Antonio Ballester Moreno (Madrid, Spain, 1977) approaches his curatorial project for the 33rd Bienal de São Paulo as a way of contextualising a universe based in the close relationship between biology and culture, with references to the history of abstraction and its interplay with nature, pedagogy and spirituality. For this purpose, he brings together the work of philosophers, scientists and artists in an exhibition wich encompasses educational toys from historical avant-gardes, artworks from Escuela de Vallecas and works by contemporary artists:
We are all different. Each person sees the world in a different way.
When we move, we also move our world. What surrounds us at each moment is part of a private universe that moves along with us. The environment makes the world.
This said, and fully aware of the myriad languages of the particular world of art, here we are concerned with what unites us – an experience in common that shares the most essential customs of our own nature and of the nature that surrounds us, which we are inevitably part of.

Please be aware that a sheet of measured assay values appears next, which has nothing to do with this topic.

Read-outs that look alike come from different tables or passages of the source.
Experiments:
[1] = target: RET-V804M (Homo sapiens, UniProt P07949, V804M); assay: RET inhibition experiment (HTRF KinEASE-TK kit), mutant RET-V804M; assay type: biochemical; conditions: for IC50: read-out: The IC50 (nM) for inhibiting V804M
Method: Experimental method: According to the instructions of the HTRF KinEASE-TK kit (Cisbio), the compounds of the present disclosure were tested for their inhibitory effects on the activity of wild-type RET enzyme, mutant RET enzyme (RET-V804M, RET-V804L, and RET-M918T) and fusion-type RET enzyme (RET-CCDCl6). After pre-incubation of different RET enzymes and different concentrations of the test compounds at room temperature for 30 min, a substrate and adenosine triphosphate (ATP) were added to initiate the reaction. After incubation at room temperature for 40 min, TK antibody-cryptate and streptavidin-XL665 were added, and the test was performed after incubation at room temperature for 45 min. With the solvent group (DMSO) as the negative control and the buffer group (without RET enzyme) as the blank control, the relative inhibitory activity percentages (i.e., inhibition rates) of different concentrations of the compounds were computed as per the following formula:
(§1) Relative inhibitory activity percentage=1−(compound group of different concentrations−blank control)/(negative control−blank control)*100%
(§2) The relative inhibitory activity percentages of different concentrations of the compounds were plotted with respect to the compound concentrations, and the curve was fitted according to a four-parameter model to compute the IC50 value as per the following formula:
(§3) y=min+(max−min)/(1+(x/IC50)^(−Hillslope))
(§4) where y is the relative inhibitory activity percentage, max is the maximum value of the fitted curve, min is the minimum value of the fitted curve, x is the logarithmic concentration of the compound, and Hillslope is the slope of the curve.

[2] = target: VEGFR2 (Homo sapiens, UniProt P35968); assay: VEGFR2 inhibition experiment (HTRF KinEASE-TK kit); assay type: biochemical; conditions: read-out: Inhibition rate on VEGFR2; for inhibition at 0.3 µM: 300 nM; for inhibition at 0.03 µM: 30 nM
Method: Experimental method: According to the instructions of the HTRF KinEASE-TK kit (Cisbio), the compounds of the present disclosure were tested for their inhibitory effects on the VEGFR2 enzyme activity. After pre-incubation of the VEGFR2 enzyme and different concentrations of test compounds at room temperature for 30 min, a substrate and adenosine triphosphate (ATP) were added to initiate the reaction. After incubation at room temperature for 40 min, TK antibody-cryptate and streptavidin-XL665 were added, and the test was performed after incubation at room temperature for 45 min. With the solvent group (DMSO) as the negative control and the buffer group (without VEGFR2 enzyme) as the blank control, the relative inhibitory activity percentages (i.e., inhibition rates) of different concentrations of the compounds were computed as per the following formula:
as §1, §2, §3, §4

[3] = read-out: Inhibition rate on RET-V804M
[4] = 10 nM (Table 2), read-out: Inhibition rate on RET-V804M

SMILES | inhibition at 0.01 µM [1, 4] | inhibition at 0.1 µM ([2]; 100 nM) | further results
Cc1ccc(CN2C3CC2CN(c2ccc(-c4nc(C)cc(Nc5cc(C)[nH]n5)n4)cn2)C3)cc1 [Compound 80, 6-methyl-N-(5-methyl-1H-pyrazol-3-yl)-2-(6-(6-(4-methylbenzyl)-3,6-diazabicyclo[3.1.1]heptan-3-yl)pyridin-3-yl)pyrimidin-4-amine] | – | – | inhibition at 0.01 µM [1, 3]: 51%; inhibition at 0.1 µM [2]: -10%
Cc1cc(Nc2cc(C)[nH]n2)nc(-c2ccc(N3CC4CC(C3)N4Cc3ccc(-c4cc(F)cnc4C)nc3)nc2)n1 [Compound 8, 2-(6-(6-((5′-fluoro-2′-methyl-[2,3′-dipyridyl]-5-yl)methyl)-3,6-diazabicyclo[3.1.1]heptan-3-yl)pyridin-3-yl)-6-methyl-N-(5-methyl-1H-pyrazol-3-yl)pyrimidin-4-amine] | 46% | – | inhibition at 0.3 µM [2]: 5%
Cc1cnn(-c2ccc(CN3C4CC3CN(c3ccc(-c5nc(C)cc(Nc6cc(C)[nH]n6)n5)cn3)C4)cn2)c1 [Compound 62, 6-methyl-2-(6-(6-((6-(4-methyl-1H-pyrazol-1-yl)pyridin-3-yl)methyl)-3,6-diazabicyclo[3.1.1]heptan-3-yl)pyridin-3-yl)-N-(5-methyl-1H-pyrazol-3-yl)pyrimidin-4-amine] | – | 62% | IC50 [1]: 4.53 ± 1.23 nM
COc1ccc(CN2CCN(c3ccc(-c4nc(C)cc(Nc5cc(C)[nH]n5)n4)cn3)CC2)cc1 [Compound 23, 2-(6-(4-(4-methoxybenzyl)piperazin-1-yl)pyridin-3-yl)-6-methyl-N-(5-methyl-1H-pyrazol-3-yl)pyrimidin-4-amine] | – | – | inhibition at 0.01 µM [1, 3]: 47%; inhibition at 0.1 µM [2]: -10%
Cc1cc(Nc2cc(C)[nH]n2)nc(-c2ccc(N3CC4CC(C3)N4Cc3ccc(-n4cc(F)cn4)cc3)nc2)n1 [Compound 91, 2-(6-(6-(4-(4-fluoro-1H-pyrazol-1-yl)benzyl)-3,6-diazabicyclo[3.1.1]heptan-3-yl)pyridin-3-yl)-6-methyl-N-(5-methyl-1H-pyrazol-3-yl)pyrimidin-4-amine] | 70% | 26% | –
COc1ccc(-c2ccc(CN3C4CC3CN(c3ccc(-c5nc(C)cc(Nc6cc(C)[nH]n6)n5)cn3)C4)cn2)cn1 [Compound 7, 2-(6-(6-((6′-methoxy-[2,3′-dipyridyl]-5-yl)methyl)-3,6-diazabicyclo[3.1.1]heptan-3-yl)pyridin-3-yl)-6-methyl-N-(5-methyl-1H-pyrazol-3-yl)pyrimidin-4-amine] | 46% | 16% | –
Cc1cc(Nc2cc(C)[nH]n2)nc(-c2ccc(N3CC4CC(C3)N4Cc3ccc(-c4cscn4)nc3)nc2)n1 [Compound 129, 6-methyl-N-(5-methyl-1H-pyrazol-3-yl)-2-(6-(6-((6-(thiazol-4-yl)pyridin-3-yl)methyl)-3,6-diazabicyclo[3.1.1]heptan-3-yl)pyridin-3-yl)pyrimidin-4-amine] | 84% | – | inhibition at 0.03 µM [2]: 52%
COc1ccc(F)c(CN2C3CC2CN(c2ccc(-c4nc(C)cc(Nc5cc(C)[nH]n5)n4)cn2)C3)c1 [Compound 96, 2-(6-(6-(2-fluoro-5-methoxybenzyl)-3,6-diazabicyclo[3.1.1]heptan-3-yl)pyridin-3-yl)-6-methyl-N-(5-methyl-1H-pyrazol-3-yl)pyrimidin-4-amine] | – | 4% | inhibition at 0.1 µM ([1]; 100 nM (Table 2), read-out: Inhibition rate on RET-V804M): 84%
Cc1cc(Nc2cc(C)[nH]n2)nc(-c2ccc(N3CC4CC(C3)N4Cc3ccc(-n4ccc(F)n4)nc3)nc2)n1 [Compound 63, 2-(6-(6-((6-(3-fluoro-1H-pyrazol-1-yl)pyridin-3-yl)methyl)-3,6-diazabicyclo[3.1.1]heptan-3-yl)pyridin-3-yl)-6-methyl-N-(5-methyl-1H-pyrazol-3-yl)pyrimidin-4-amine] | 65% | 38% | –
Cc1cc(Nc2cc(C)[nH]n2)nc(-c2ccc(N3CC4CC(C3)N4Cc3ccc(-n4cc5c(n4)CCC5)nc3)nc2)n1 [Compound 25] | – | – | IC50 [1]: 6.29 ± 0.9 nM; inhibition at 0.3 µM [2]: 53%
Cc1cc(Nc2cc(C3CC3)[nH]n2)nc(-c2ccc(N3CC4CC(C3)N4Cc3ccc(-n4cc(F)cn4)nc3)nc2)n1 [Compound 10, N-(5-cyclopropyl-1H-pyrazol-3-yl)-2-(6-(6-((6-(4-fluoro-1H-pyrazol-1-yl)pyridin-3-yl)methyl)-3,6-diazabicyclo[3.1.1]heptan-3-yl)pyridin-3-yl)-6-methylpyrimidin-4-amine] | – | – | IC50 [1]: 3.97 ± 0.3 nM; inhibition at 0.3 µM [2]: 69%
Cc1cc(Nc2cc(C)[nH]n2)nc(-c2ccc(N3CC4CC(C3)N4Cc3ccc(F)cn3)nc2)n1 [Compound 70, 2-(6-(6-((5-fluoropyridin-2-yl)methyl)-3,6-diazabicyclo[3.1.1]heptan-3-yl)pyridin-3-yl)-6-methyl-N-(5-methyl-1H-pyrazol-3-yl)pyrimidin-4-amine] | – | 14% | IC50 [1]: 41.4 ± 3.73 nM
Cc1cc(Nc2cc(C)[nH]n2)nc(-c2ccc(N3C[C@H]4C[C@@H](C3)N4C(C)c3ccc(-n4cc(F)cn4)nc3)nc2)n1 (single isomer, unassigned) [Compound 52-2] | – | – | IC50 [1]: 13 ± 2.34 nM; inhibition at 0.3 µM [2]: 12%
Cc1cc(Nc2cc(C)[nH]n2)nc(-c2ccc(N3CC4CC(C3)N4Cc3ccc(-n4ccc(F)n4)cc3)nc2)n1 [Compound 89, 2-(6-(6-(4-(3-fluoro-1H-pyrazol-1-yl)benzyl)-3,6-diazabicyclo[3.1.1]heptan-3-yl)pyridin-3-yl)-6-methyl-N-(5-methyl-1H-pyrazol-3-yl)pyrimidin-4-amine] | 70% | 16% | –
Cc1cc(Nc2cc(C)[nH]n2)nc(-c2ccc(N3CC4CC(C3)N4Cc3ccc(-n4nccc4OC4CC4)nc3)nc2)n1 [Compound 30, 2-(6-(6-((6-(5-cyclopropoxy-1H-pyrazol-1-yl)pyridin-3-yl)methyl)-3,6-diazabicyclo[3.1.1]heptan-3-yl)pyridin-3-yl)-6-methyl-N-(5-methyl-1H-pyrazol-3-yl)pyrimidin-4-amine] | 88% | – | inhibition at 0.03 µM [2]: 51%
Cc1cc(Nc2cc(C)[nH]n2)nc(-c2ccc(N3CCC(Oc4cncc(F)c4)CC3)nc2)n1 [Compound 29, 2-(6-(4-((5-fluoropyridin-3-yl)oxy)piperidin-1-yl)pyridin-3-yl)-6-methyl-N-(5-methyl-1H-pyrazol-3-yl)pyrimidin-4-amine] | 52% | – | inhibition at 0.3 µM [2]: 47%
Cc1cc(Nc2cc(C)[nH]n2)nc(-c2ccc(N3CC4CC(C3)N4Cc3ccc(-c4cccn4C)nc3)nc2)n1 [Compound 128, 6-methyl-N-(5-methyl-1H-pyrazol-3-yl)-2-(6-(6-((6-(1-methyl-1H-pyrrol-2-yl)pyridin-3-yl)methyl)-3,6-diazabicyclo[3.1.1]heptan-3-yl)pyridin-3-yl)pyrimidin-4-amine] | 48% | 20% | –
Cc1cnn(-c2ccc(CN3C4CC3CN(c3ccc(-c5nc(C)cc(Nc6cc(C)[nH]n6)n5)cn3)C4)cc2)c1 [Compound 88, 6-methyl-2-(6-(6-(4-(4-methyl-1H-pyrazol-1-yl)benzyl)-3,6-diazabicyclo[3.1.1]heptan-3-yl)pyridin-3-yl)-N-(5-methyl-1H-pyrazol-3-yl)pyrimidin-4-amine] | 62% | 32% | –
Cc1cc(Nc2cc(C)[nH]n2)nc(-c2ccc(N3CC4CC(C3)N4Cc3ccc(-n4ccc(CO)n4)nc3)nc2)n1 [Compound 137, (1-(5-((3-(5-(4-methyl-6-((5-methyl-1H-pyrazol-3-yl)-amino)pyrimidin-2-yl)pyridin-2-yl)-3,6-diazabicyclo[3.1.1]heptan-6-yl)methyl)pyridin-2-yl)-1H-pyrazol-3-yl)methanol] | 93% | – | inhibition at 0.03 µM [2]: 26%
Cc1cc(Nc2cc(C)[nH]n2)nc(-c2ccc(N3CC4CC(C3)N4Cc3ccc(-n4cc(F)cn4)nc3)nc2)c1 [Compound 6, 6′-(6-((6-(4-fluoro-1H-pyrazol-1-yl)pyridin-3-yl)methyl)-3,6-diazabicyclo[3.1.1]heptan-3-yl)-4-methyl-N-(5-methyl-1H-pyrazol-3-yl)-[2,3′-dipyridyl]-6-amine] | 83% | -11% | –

To recover the continuity between the aesthetic experience and the natural processes of life in order to dissolve dualist thinking – fine art versus folk art, the aesthetic versus the practical, or the artist versus supposedly “normal” people – implies accepting the separation between things and people, thoughts and feelings, humanity and nature, the self and the world.
All lives, without exception, are creative, and the purpose of every creation is not pure truth, or self-contained knowledge, but simply the improvement of existence.
Because seeing things united, in their infinite diversity, is more enriching and satisfying. [ABM]